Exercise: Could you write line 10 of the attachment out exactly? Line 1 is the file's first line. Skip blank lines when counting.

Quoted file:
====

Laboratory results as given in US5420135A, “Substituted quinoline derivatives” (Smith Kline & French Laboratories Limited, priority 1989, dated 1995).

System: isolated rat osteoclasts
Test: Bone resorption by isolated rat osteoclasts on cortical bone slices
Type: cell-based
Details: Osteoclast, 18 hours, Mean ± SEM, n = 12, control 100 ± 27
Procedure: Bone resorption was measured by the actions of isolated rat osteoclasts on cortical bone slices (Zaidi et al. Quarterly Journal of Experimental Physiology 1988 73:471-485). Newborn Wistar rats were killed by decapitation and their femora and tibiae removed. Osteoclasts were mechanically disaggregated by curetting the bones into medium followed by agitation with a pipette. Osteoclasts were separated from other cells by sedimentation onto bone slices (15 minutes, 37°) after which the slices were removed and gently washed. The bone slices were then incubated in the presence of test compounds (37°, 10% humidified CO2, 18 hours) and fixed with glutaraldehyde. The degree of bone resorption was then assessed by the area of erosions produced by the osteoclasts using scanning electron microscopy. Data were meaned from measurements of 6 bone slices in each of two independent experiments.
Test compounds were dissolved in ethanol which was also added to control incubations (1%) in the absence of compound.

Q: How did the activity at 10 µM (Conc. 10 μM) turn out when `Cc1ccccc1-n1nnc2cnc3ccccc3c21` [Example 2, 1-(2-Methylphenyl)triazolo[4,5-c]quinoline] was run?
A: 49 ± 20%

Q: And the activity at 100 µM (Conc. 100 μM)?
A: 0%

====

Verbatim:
Q: And the activity at 100 µM (Conc. 100 μM)?